“Look, Mr. Ashburn,” she said. “Do you accept or not?”
Thomas sighed, worrying his hat in his hands. At last, he said, “If I help you, and keep your secret safe, will you let Olivia free at the end? Would she be safe from punishment, for the past, and for any mistakes she makes in her impersonation?”
“That is the way of it,” the Lady said.
“Yes, my Lady. I shall do it.” He said this like a man confessing to a felony.
“Great,” she said and clapped her hands in anticipation. “So, what do we do first?”
A menacing smile crept across his face. “First,” he said, “I show you where you sleep.”
A wave of disgust surged through Isabella. Where did the servants sleep? She found that, though she had had them her entire life, she hadn’t the faintest idea. Were there perhaps mounds of dirt behind the gardener’s cabin? Maybe they set up little tents, making sure to hide their existence by constructing them well after she went to bed and dismantling them before dawn.
She was quite relieved, therefore, when they started walking back through the house.
“Ah, through the servant’s door,” Thomas admonished her as she took a step towards the grand entrance. Scowling, she changed her course, and veered to the tiny wooden entrance, hidden beneath the back stairs. Grimacing, she touched the greasy knob and went inside.
Once in, Thomas pointed to a long, winding staircase that disappeared into the zenith of the house. At first, she thought he jested, but his wry, condescending look soon proved it otherwise.
Up they wound until Isabella found herself growing dizzy with fatigue. Though she hated to do it, she had to take Thomas’ hand to make the final ascension. There, in the tiniest, windowless garret, on a mattress of straw, was where she was supposed to sleep.
“Good night, your highness,” Thomas mocked, before bowing from the room. Isabella could hear him sniggering all the way down the stairs.
She assessed the room before her. “Well,” she sniffed, “the humidity will be good for my hair.” Then she collapsed on the “bed” and cried her sorry, made-up eyes out. It seemed she had barely closed her eyes to sleep when the scratchy voice of Mrs. Mason clawed upon her door until she awoke to do her chores.
Up Is Down; Down Is Up
Olivia had a wonderful night. She awoke well after the sun rose and was offered tea in bed. In bed! The other servants gave her a funny look – they certainly suspected something, but propriety of course forbid them from questioning the daughter of a Duke. Once she had dressed and breakfasted (on a luscious, rich meal of eggs and actual bacon, served on white toast) she descended into the living area of the house only to be alerted by the butler that she had received a morning call. Judging by Lord Balton’s initial scrutiny of her appearance, followed by an immediate acceptance of the situation, Olivia figured the Duke had warned him she would be impersonating Isabella, for he was one of the few who knew her well and would have recognized the difference immediately.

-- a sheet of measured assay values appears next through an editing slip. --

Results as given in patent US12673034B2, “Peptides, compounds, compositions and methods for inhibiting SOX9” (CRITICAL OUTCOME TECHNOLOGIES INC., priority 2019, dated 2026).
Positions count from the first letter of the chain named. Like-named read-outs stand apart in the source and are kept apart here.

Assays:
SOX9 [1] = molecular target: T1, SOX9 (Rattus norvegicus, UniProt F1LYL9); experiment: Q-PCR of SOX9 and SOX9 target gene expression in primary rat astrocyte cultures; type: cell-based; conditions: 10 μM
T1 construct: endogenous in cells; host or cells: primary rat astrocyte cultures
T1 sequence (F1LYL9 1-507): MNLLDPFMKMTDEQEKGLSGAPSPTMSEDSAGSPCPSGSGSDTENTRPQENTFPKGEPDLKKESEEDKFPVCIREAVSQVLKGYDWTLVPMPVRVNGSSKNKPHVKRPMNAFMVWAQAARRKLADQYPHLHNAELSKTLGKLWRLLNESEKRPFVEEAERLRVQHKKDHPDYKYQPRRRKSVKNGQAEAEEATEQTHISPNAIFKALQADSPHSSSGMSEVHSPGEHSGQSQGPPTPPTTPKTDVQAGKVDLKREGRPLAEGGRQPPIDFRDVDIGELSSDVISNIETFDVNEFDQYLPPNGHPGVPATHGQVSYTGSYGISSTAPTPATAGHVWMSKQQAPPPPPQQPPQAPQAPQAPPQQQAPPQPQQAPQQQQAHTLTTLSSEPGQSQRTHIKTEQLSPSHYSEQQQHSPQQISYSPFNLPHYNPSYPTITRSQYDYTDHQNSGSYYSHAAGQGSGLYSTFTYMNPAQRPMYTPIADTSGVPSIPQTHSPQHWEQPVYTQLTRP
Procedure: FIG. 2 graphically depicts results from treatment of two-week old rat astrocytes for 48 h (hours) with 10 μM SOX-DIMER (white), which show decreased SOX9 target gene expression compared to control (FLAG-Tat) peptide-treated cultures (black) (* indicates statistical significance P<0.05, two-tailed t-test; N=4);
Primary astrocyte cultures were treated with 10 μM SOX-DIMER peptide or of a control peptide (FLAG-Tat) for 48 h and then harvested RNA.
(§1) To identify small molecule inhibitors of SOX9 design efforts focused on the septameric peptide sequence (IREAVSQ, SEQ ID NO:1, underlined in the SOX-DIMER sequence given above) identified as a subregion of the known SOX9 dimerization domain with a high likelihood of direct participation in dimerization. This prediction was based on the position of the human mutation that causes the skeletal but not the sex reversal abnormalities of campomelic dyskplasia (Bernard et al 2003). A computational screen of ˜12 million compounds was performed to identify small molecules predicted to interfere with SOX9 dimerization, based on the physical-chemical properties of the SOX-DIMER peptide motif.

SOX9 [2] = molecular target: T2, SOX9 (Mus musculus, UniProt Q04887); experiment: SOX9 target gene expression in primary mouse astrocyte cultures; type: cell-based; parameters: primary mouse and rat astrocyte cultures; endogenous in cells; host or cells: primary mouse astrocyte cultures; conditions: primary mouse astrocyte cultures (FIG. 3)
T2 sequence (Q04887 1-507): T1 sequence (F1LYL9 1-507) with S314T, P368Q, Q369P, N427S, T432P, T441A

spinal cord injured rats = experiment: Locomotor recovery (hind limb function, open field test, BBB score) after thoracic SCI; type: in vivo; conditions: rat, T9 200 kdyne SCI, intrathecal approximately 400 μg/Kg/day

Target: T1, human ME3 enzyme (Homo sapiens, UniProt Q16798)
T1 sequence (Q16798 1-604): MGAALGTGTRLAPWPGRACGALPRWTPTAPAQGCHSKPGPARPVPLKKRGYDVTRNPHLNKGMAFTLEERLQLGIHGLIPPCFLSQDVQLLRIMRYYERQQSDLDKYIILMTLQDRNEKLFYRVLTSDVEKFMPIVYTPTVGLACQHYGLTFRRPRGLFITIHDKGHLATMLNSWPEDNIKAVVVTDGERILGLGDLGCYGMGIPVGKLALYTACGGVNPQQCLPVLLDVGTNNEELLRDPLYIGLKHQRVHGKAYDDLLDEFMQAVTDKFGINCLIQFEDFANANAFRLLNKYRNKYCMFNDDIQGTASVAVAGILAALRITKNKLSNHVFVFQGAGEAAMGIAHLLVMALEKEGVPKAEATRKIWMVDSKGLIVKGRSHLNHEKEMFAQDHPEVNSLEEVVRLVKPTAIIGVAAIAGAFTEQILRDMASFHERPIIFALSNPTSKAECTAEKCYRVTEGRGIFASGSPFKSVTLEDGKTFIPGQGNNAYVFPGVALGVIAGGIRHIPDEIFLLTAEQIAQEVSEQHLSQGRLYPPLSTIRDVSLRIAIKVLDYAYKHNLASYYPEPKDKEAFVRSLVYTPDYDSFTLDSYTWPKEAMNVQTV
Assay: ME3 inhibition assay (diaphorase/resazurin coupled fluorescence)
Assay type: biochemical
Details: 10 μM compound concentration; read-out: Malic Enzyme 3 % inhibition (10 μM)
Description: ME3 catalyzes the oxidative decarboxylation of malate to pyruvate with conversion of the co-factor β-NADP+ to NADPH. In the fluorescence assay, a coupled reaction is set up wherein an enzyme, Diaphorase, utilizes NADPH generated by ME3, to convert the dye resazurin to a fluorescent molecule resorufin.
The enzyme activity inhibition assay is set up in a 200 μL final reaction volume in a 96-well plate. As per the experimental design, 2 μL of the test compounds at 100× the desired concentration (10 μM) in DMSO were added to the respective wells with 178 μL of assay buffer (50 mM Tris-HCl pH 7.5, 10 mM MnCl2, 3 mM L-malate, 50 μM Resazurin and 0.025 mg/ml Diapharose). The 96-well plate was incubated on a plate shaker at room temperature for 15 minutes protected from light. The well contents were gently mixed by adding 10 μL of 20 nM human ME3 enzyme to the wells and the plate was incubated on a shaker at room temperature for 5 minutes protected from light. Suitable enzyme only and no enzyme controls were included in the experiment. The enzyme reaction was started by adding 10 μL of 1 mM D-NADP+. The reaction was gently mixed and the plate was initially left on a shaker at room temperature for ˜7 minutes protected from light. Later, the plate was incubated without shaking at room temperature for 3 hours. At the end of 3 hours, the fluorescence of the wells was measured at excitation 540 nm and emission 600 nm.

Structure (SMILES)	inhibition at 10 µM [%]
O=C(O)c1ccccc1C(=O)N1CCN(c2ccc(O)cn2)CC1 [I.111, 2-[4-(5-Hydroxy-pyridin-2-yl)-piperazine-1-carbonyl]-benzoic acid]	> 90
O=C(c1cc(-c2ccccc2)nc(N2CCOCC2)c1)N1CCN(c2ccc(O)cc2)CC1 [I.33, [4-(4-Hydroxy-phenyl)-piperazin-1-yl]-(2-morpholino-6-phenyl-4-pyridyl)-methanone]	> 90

Feeling distinctly privileged to sort through the Lady Isabella’s personal correspondence, Olivia had a look:
As she surmised, the call was from the Earl of Balton, inviting her for a stroll of the countryside, accompanied by her Lady’s maid as chaperone, of course.
Olivia scowled. She was sure Lord Balton thought he was doing her a favour by not coupling her with the pruned face old Lady Miriam Horschester, but Olivia was not sure she could trust Miss Camille with her secret, let alone tolerate her behaviour. Yet, she would be going for a walk with The Earl of Balton. My goodness. She supposed putting up with Camille was the least she could do.
Eager to test the water, she rang the bell for Camille to come and help her dress appropriately. Camille entered, eyed her strangely for a moment, then said, “My Lady. You should fraternize with the Earl more often. You look like a whole new woman.”
Olivia grinned. Camille may have been higher in rank than her lowly housemaid self, but she certainly wasn’t higher in intelligence.
Olivia had good fun ordering Camille around. Trying on outfits, forcing her to assemble new ones. It was a new experience for Olivia, to give, rather than receive orders, and she took full advantage of it. If for a moment she felt a twinge of guilt at her behaviour, all she needed to do was remind herself that this was Camille. It was about time she was paid back for her simpering sycophantism.
Once gorgeously assembled – in a cream-coloured walking gown beneath a form-fitting, wine-red spencer – Olivia thought even she would have trouble recognizing herself as a housemaid, rather than the extravagantly rich Lady Isabella.
Ton society is really all in the look, she thought.
They departed and went to greet Lord Balton not far from the estate.
He, too, was dressed magnificently. He had ridden his horse there, and was therefore in full riding garb, from his firm, calf-hugging boots to his sheer, form-fitted pantaloons that matched his hand-embroidered riding jacket. He saw Olivia and bowed not only to her, but to Camille as well.
Both giggled, but Olivia at least had the self-control to stop after a moment’s indulgence.
“Shall we?” he said, offering his arm. Her heart skipped a beat, and she hooked her hand around his muscular bicep and accompanied him on his stroll. With a glare, she was sure to keep Camille respectfully distant.
“You seem different today,” he said after a time. His smile was so broad and welcoming that it caught the sun with his teeth.
“Do you mean, since last night, or in general?”
“Since last night,” he said. “Did the gunman’s attack leave you unduly worried?”
“No, my Lord,” she said, quite honestly. “Today I feel as if I am the most fortunate woman in the world.”